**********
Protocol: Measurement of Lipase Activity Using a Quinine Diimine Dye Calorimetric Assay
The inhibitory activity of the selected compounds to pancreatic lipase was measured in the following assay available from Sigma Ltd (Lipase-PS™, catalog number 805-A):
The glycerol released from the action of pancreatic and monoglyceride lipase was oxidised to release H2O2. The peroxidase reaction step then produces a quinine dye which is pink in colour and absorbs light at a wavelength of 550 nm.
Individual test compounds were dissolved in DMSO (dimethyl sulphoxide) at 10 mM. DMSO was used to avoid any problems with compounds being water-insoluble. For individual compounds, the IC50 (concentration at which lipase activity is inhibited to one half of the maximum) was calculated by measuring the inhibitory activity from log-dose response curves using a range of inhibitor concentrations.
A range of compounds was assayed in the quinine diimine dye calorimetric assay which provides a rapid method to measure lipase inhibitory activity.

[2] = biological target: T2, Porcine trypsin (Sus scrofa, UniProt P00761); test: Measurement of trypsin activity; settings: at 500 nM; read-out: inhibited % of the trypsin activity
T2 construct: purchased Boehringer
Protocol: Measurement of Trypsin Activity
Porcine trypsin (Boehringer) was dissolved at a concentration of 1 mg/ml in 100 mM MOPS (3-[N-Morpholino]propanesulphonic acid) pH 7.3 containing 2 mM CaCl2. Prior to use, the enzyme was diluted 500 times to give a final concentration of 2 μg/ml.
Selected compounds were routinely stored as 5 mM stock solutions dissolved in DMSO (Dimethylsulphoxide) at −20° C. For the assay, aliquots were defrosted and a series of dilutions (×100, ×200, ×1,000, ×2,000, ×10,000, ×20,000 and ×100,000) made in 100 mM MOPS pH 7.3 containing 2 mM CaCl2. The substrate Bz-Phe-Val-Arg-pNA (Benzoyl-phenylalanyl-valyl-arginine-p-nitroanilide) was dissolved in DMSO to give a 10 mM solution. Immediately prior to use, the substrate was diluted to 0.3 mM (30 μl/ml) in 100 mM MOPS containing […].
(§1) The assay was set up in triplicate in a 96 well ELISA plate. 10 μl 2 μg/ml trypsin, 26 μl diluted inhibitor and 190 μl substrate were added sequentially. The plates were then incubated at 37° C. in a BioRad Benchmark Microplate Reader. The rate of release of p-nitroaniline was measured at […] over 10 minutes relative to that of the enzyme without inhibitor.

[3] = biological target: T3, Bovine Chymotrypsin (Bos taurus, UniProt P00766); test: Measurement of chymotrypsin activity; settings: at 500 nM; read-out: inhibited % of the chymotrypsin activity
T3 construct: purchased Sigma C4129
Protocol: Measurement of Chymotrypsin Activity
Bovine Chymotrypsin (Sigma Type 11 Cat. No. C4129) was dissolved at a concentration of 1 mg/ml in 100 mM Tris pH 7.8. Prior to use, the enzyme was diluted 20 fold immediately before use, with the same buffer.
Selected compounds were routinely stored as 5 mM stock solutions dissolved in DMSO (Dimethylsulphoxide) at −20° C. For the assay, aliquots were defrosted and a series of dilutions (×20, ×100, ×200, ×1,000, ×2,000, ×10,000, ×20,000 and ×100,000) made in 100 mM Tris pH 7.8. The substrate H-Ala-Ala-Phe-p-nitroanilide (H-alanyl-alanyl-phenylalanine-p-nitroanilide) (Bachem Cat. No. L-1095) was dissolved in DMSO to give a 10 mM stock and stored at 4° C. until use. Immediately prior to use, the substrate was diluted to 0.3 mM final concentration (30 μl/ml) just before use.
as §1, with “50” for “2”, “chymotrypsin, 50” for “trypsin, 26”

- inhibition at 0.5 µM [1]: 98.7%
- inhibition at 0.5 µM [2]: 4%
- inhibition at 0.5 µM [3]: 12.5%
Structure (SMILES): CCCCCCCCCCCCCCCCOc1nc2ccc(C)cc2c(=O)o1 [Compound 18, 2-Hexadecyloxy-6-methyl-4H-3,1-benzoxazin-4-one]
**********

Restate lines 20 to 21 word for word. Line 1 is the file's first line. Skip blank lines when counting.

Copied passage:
- inhibition at 0.5 µM [3]: 12.5%
Structure (SMILES): CCCCCCCCCCCCCCCCOc1nc2ccc(C)cc2c(=O)o1 [Compound 18, 2-Hexadecyloxy-6-methyl-4H-3,1-benzoxazin-4-one]